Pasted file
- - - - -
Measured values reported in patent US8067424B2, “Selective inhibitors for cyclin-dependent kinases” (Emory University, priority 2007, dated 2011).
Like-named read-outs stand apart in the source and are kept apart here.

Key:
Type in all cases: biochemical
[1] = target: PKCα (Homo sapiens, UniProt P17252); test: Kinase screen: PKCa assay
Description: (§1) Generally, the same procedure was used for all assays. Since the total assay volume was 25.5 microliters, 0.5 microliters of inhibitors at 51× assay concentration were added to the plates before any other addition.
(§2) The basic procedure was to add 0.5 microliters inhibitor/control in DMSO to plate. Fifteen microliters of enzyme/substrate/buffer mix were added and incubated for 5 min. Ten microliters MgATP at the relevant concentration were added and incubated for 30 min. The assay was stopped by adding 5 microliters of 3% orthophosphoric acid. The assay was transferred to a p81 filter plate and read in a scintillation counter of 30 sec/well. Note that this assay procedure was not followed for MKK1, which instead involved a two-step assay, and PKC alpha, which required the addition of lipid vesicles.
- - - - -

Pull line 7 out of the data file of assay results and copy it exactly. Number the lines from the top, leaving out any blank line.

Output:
(§2) The basic procedure was to add 0.5 microliters inhibitor/control in DMSO to plate. Fifteen microliters of enzyme/substrate/buffer mix were added and incubated for 5 min. Ten microliters MgATP at the relevant concentration were added and incubated for 30 min. The assay was stopped by adding 5 microliters of 3% orthophosphoric acid. The assay was transferred to a p81 filter plate and read in a scintillation counter of 30 sec/well. Note that this assay procedure was not followed for MKK1, which instead involved a two-step assay, and PKC alpha, which required the addition of lipid vesicles.